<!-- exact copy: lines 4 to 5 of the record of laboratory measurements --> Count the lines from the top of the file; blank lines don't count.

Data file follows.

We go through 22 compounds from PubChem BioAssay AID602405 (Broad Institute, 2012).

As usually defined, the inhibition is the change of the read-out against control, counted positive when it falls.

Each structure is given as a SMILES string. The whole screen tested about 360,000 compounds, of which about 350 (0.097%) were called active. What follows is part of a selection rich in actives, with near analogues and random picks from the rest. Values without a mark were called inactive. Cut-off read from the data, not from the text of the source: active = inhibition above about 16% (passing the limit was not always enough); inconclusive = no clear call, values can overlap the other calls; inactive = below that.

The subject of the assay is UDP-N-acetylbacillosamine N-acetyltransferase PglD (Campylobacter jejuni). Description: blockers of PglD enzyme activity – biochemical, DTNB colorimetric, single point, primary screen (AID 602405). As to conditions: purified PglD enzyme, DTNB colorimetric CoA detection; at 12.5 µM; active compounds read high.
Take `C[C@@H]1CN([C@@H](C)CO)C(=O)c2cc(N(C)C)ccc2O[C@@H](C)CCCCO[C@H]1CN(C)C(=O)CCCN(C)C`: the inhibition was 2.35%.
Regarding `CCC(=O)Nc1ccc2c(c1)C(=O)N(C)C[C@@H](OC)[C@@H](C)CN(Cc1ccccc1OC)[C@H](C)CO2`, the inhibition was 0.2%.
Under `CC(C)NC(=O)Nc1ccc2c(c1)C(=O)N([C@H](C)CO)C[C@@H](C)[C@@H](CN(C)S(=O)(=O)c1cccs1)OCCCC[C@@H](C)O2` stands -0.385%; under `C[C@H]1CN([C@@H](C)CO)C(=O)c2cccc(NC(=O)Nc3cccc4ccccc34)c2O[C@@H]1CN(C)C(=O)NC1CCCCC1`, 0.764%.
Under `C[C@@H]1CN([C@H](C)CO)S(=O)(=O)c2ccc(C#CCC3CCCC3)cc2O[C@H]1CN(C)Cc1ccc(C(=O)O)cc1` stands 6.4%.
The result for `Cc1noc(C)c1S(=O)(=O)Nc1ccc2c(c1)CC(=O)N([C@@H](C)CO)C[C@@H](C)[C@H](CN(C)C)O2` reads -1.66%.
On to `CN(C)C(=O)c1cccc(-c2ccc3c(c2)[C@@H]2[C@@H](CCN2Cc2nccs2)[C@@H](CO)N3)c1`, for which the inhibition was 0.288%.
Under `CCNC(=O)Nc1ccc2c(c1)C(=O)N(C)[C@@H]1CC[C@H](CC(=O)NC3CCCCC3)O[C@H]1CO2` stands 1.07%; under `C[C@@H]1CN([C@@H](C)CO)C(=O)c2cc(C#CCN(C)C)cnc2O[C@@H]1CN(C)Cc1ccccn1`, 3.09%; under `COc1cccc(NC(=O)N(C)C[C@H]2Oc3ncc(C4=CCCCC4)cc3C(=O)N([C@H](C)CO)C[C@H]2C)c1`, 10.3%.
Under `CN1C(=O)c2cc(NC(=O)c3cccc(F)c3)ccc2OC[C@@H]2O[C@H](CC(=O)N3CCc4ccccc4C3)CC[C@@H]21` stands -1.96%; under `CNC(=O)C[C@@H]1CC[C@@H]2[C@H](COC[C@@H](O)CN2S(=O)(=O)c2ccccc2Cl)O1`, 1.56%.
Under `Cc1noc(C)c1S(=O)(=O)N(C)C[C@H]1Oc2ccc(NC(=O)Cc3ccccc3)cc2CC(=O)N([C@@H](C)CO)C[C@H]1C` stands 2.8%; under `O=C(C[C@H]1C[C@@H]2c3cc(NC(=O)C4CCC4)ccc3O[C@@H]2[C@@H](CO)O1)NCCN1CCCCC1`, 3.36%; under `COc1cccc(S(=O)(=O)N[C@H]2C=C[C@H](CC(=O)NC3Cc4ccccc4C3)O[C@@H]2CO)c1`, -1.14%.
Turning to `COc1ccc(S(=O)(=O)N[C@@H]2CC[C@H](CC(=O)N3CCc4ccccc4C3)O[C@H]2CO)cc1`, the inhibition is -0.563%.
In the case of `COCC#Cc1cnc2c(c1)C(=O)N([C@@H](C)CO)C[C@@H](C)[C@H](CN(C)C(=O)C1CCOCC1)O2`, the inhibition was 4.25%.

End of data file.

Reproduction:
The subject of the assay is UDP-N-acetylbacillosamine N-acetyltransferase PglD (Campylobacter jejuni). Description: blockers of PglD enzyme activity – biochemical, DTNB colorimetric, single point, primary screen (AID 602405). As to conditions: purified PglD enzyme, DTNB colorimetric CoA detection; at 12.5 µM; active compounds read high.
Take `C[C@@H]1CN([C@@H](C)CO)C(=O)c2cc(N(C)C)ccc2O[C@@H](C)CCCCO[C@H]1CN(C)C(=O)CCCN(C)C`: the inhibition was 2.35%.